“Drawing” similarities between First Nations and Muslims

Not just “sober” commentary. This is racism, plain and simple.

Angry reactions from Muslims in Denmark and beyond have become louder and more threatening in the months since Denmark’s national daily, Jyllands-Posten, published a dozen cartoons satirizing Islamic subjects last September. (One has just been reprinted by Germany’s Die Welt shows the prophet Mohammed wearing a black turban in the shape of a bomb, with a lit fuse. See cartoon below.)
With a boycott of Danish-made products spreading throughout the Muslim world, Jyllands-Posten has issued a public apology for its publication of the cartoons. Editor in chief Carsten Juste, in an open letter to Muslims on the Jyllands-Posten Web site wrote: “In our opinion, the 12 drawings were sober. They were not intended to be offensive, nor were they at variance with Danish law, but they have indisputably offended many Muslims, for which we apologize.”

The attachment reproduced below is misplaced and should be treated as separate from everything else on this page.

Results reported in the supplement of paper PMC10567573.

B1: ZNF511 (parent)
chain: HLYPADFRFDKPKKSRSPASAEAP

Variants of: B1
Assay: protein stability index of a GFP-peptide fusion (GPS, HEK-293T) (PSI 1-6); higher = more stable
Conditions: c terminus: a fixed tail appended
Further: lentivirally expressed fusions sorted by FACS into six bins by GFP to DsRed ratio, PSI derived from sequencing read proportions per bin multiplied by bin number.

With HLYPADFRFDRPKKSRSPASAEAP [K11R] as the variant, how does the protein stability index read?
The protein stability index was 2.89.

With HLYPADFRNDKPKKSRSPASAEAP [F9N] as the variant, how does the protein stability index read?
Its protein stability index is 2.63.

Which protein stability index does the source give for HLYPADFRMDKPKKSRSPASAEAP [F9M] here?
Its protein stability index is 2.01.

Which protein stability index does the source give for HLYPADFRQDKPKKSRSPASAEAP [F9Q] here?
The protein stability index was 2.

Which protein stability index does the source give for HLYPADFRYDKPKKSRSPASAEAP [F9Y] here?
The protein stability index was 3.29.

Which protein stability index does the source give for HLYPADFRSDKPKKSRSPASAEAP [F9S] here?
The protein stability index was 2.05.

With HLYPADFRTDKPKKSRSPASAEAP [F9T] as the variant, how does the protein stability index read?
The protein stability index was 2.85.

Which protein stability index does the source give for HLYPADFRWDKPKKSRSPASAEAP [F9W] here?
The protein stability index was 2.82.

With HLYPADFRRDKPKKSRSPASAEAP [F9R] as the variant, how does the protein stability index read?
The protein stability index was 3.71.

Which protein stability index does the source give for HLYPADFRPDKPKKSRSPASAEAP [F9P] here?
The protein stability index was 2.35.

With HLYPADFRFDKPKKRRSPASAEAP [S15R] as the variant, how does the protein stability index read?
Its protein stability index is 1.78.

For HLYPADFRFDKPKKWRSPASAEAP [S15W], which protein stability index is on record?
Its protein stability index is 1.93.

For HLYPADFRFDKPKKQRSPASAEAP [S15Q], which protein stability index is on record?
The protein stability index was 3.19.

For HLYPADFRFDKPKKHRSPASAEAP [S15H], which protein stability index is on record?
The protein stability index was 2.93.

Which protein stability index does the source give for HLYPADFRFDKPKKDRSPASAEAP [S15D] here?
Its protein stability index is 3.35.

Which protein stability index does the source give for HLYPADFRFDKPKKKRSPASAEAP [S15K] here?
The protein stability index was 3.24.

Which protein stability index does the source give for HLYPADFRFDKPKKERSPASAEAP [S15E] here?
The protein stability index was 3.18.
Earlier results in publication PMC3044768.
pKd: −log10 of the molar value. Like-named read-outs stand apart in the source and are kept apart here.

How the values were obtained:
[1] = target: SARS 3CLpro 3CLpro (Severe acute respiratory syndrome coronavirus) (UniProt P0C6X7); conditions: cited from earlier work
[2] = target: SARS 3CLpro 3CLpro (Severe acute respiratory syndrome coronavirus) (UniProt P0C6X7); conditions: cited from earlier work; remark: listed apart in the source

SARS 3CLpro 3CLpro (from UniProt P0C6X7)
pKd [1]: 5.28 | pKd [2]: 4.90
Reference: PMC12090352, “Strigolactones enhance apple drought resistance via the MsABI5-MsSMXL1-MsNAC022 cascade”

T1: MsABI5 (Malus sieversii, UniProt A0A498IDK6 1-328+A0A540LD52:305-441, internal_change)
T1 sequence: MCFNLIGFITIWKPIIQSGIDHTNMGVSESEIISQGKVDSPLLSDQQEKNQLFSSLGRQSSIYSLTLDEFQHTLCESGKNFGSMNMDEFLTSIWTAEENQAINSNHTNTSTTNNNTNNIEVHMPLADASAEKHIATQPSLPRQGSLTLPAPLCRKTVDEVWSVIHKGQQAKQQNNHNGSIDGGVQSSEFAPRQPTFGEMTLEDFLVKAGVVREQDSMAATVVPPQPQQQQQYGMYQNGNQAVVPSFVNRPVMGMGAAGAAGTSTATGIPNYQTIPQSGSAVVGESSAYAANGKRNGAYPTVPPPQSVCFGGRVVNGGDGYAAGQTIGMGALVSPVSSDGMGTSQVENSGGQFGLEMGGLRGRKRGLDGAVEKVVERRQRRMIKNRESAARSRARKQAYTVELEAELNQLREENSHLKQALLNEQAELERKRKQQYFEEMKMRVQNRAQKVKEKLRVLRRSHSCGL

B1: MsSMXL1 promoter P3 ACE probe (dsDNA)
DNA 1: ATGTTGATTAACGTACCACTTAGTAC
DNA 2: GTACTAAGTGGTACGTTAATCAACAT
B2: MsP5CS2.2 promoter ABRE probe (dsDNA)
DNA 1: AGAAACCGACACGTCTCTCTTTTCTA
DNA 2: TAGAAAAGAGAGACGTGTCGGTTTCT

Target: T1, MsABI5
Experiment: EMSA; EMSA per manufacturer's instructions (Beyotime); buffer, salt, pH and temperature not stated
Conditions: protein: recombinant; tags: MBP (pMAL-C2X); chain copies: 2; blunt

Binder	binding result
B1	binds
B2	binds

As far as I’m concerned this is not an apology. They take no responsibility for the terrible consequences that this cartoon has caused within the Muslim community, nor do they offer consequences to those who created and made the decisions to publish these disdainful images.
For years, First Nations have been subject to such ridicule through racist political cartoons, stereotypical imagery, sports mascots and logos and stereotypical portrayal in the media (television, movies).
This isn’t just “sober” commentary. This is racism, plain and simple. It has a definite negative, hurtful effect on our communities and people, especially our children.
Such ridicule by political cartoons does nothing to improve the state of race relations between Muslim and non-Muslin people. Editorial rants singling out minorities, such as aboriginals and Muslims, also carry racial overtones and do little more that polarize communities even further.

email

Comments are closed.